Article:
Almost equally important is lighting. One needs good light in order to be able to elevate their shutter speed sufficiently to get the required stop action. Early morning and/or late day in-flight shots are virtually impossible because of low lighting. Depending on your results with the recommended action above, it may be necessary to increase your ISO setting, as high as you can without getting any noise in your images. Practice using different ISO settings to establish an optimum ISO setting. Each camera does respond differently as to the noise impact.
Location, location, location. Where you stand is very important. It will make a big difference if the sun is to your back. Hold camera as steady as possible. Also, using the “burst mode” (if you have one) on your camera can be helpful in minimizing camera movement. A tripod can be helpful as can cameras with image stabilization.
1. Many photo websites include Exif data (camera settings) with the photo. If you see a photo that you like, look at the respective photographer’s Exif data. After a while you will arrive at a consensus of opinion as to what is required.
2. Use the viewfinder on your camera for tracking rather than the LCD.
3. A zoom lens capability of at least 300mm to 400mm (6x optical to 8x) is preferred.
4. Practice, practice, practice.
5. Invest in photo-editing software which is a totally separate subject.
6. Be at the right place at the right time (good luck !!!).
7. Smile … and enjoy the fresh air.
“You can't depend on your eyes when your imagination is out of focus.” – Mark Twain
Heres a great post about cleaning out nestboxes by 2dCousinDave
I clean out my nestbox after each group fledges. If you leave the old nest in place, the BBs will build anonther nest on top and the eggs and babies in the new nest will be that much closer to the opening, and as such, closer to the reach of predators. The old box may contain wasp nests or other things so its good to take a close look at it each time.
I take my box down within hours after they fledge, scrub the insides with a toothbrush and a diluted solution of bleach, let it dry thoroughly and put it right back up. As someone on this thread said previously, when they fledge, the parents take the fledges to a remote location for a week or so where they teach them the basics of survival. During this time my adults come back to my feeder for mealworms and in a week or so, the fledges will follow them, first to a nearby tree and ultimately, in a day or so, right to the feeder where they will often wait for an adult to come feed them. In a short time one of the extraverts will struggle to get into the wire cage feeder, as he has seen Papa do, then all of them will. A very fun time for me to watch.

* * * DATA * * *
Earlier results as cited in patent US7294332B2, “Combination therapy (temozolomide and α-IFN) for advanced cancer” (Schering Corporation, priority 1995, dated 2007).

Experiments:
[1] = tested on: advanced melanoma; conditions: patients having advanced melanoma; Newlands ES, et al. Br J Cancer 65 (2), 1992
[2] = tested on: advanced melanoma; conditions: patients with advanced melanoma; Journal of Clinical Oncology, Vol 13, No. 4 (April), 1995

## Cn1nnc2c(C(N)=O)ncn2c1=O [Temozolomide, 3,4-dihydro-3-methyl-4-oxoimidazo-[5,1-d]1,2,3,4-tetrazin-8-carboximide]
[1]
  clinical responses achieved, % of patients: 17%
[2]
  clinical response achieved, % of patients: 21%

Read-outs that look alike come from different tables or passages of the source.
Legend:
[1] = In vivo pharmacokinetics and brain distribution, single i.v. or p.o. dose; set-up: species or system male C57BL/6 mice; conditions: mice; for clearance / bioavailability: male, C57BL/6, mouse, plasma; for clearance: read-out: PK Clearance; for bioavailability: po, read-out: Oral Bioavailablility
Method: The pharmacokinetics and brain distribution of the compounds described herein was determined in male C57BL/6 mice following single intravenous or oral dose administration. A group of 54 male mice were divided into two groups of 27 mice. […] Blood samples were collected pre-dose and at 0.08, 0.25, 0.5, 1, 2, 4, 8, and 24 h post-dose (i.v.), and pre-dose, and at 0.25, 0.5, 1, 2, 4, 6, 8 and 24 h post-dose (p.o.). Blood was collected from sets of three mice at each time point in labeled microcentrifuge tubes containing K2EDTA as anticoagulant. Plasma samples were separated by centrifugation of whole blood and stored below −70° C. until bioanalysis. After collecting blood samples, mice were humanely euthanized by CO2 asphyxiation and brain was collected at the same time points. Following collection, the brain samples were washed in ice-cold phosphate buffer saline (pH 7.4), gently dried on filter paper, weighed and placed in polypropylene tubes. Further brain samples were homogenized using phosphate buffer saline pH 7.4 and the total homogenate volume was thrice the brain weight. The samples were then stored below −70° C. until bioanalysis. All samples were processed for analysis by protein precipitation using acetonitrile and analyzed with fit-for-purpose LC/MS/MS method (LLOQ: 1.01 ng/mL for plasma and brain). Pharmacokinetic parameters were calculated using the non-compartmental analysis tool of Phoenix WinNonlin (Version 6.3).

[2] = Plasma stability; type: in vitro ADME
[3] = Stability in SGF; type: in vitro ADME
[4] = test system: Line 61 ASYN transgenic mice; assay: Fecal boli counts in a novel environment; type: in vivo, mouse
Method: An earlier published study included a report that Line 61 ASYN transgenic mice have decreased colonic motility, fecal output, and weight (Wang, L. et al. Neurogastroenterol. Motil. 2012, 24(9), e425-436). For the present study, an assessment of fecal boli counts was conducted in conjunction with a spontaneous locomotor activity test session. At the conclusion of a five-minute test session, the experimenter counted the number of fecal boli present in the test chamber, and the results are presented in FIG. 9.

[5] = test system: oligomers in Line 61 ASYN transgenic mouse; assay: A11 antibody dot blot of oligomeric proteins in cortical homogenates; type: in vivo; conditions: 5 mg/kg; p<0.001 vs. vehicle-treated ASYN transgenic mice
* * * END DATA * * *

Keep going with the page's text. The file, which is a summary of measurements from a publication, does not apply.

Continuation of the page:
The female will probably break away and build a second or third nest, often while the male is still running the survival school. When she starts her second brood, Papa has all of the baby sitting responsibilities. If the fledges beg from her she will ignore them or give them that "go ask your father" look. Papa will continue to feed them until they are about 40 to 45 days old. After that, when they beg, he may fly straight at them, making them dodge. They soon stop begging.
I leave my nestbox up all winter too. Since my BBs stay year round, they seem to like knowing their house is there. They perch on it every day, go inside a few times, and just hang around, especially in the morning when there is a lot of bird traffic in the yard. Then they usually leave until late afternoon or the following morning. This continues all winter, so I am able to get pics of them literally every day, in the heat of the summer but in the ice and the snow too.
The United States is home to an amazing 800 species of birds, but nearly a third of those species are endangered, threatened, or in decline. That’s the news from “The U.S. State of the Birds, 2009” -- the most comprehensive study ever of the health of North American birds, released today. The link below will provide a PDF file of the study.